David Atlee Phillips (right) and the composite sketch
of Antonio Veciana's "Maurice Bishop" (left)
1984 - P - No. 3868
IN THE HIGH COURT OF JUSTICE
QUEEN'S BENCH DIVISION
B E T W E E N
DAVID ATLEE PHILLIPS
THE OBSERVER LIMITED
STATEMENT IN OPEN COURT
The Plaintiff's Counsel [James Price]
In this libel action I appear for the Plaintiff Mr. David Phillips, and my Learned Friend Mr. Stephen Nathan appears for the Defendant which is the publisher of The Observer newspaper. Until his retirement in 1975, Mr. Phillips was a Division Chief of the Central Intelligence Agency of the United States of America. His rank in that position was the highest that a Career Officer of the CIA can achieve except for Presidential appointments. Mr. Phillips started his service in the CIA in 1950 and served in many countries until his retirement. Since his retirement Mr. Phillips has written his autobiography, "The Night Watch," which was published in this country as well as in America, and he has appeared on television in both countries.
In May 1980 The Observer published two articles about the assassination of President Kennedy which were published as extracts from a book called "Conspiracy" written by Anthony Summers. Additional articles were published by the South China Morning Post to whom The Observer had supplied the bulk of the content. As everybody knows the assassination occurred in 1963, and was the subject of extensive investigations by a Commission known as the Warren Commission and by others since then. Mr. Phillips had given evidence to two subsequent enquiries conducted by the Congress of the United States of America in 1975 and 1979. In reporting on the second enquiry and the report made by the Select Committee of Congress, the articles in The Observer and the South China Morning Post could unfortunately be read as suggesting that Mr. Phillips was himself involved in a conspiracy relating to the assassination of President Kennedy and the suppression of evidence about it. The Observer have always accepted that there was never any evidence whatsoever to support any such suggestion, did not intend such a suggestion to be made and very much regret that the articles could have been read in this way. They recognise how serious and distressing such a suggestion is for Mr. Phillips, and in recognition of that they have agreed to pay a substantial sum to Mr. Phillips and to indemnify him in respect of his costs. In those circumstances, Mr. Phillips is content to let the matter rest.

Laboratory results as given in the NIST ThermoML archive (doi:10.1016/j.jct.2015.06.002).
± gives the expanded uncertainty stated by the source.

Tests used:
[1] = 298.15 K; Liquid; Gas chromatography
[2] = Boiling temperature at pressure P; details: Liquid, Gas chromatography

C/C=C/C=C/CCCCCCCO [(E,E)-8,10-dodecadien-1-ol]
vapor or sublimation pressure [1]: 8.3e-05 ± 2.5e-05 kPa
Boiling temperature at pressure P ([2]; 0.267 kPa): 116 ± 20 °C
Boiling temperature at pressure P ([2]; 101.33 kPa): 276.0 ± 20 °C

Counsel for the Defendant
On behalf of The Observer, I endorse everything my Learned Friend has said. The Observer unreservedly apologise for the distress that they have caused. They fully accept that Mr. Phillips was not in any way involved in the assassination of President Kennedy.
Counsel for the Plaintiff
I ask leave to withdraw the record.
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